2019 Created by The Old Machinery Magazine

Orenstein & Koppel Tractor restoration

Benno Orenstein and Arthur Koppel started the engineering works, Orenstein & Koppel (O&K) in Berlin, in 1876. O&K today, 140 years later, is one of the largest makers of mining machinery, but little is known in Australia of their tractors.


O&K began tractor production back in 1938, with a range fitted with 2 cylinder engines in a ‘V’ design, with a bore of 115mm and a stroke of 170mm, giving 30hp. After World War Two, to meet the need to clear bomb sites, O&K developed the multi-purpose Kompressor tractor.


The talented team of restorers at the Dardanup Heritage Park, near Bunbury, in Western Australia, have restored one of these rare and remarkable tractors. It is a Type UK1, No. 3419, from 1951, with a V4 engine which can have the diesel cut off to two cylinders, enabling them to become an air compressor. The air is cooled before going to a pressure tank, which can be used for jack hammers and air tools. An electric DC 800 amp generator for welding and power tools, a winch power take-off, and a drawbar have been fitted, as well as oxygen and acetylene cylinders mounted on top of the mudguards, which have storage lockers for the tools.


The Heritage Park tractor has an interesting history. It was found standing in a very sad state, in a paddock at Grass Valley, by David Waddell, and was owned by Claude Meurier Esq. Claude had ordered the tractor from Dortmund, West Germany, in 1951, and it was delivered to Tahiti in February, 1952, as this is where Claude was working at the time. It was put to work as a compressor and welder for many years on different building sites, including on the island of Ratatea.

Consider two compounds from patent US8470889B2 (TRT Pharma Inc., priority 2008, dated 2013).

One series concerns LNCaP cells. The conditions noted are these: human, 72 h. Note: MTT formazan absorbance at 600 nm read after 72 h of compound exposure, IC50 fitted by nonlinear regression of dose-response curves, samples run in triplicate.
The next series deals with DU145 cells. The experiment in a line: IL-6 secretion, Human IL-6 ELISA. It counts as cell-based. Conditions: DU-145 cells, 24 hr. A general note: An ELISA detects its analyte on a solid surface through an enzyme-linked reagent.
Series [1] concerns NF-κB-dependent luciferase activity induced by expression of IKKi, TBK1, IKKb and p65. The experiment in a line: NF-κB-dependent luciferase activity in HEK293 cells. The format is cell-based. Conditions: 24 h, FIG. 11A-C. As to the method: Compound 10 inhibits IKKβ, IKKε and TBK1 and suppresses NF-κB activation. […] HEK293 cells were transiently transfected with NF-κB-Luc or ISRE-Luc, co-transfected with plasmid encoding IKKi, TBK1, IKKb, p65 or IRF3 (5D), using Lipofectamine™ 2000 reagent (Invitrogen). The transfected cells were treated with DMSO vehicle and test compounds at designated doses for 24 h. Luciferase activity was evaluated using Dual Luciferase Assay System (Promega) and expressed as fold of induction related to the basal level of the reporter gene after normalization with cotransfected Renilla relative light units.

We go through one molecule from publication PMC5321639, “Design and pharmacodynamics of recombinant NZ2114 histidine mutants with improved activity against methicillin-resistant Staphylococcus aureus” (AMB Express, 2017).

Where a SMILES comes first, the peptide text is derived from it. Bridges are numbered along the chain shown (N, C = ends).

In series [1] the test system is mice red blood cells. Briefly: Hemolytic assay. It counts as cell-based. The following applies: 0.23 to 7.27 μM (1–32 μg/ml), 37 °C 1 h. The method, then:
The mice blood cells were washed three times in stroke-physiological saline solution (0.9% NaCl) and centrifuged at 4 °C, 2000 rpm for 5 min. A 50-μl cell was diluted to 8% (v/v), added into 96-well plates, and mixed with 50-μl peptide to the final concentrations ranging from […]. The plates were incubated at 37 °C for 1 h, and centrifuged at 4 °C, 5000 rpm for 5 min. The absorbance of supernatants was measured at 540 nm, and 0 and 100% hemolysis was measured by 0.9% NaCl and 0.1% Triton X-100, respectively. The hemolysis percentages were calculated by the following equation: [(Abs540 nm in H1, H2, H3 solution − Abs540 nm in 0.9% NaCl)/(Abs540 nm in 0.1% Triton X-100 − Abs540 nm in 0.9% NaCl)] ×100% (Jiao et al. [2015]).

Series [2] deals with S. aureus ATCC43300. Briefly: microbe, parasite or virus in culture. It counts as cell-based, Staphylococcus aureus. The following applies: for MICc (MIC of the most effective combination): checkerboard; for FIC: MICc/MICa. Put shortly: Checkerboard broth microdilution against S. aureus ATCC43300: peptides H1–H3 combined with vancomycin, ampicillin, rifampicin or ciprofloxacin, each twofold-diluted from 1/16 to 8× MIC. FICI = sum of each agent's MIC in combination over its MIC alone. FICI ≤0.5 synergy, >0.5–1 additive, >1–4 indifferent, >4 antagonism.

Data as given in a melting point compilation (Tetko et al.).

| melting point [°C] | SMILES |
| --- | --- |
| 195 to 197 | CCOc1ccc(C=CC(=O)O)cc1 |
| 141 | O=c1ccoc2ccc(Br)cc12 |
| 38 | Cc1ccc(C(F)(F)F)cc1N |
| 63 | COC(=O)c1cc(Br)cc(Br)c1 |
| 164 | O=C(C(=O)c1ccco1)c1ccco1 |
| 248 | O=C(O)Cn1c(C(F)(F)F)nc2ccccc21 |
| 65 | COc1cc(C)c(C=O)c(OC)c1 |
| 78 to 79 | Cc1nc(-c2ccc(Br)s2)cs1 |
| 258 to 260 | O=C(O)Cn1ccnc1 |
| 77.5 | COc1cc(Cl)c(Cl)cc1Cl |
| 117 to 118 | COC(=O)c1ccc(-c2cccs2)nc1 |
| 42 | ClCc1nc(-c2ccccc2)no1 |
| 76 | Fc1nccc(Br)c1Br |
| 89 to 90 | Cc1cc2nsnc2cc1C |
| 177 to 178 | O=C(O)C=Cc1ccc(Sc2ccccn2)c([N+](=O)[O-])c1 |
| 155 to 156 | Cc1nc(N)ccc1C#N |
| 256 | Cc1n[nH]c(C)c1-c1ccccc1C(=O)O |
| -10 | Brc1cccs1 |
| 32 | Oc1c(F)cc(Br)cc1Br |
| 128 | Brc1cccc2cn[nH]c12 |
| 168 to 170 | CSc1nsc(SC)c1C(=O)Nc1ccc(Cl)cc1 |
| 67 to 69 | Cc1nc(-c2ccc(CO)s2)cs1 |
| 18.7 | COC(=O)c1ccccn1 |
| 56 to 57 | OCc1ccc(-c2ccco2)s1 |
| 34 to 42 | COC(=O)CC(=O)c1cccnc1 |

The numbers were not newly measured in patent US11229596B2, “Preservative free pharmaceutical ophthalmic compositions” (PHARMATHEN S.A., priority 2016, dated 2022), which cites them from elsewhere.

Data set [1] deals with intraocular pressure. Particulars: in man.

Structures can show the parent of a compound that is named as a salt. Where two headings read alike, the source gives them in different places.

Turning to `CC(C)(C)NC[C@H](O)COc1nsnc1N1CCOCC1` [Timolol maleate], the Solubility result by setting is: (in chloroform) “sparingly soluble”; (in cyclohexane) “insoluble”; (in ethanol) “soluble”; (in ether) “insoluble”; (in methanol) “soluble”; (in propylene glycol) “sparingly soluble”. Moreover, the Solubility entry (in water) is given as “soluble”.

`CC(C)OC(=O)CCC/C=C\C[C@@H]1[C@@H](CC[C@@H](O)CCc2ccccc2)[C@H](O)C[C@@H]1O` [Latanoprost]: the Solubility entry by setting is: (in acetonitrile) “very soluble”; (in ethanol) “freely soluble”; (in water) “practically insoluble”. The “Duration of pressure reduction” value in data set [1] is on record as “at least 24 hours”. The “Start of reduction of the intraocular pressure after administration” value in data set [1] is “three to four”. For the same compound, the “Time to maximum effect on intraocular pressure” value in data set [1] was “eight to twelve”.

In 1969, it was loaded on board the SS Monterey , of the Lurline Shipping Co., and shipped to Sydney, Australia. From there, the O&K was railed to Perth, and then transported by road to Mullewa, WA. Once in Mullewa, the tractor worked on Claude’s farm until 1982, when it was railed to Grass Valley.



During its time in Mullewa though, the water pump failed and parts were ordered from Germany. However, during transport to Grass Valley, there was an additional problem when the pump housing was lost. The plan at the time was to replace the lost housing with a water pump from a Perkins 354. An interface between the engine block and the Perkins pump would have to be designed and built, but this was never done, and the poor old thing lay in a paddock for the next 30 years.



When we took delivery of the O&K, the water pump was missing, however, a water pump overhaul kit was included. Claude also passed on a multitude of hand workings and drawings of components to us.


Heritage Park has a very well-equipped machine shop, and some very talented restorers, so by using the drawings and computer-designed patterns, one of the men was able to design a new water pump housing and pulley for the fan. We were also able to melt down old alloy parts and cast the new parts. These were then machined to accept the impeller and shaft from the water pump kit.




Having been exposed to the weather for many years, the engine had seized up, but did not require many new parts. We had to replace some of the rings that we had broken, but the bearings were all good and, although the bores had some corrosion, they cleaned up really well.


The same could not be said for the injector pump and fuel lift pump. We spent many months encouraging it to come apart, and to get it operating properly. While the machine shop was doing that, the rest of us did the panel work. The bonnet and fuel tank were made from new material, but the mudguards were patched and repaired. Gradually, all the parts were re-assembled, the engine was started and ran, and the changeover to the air compressor was checked over and worked. Sandblasting, painting, and final assembly completed the job. We now have one very unique and special piece of machinery.



 *Story by Hugh Cawdell and David Waddell. Photography by Peter Griffin




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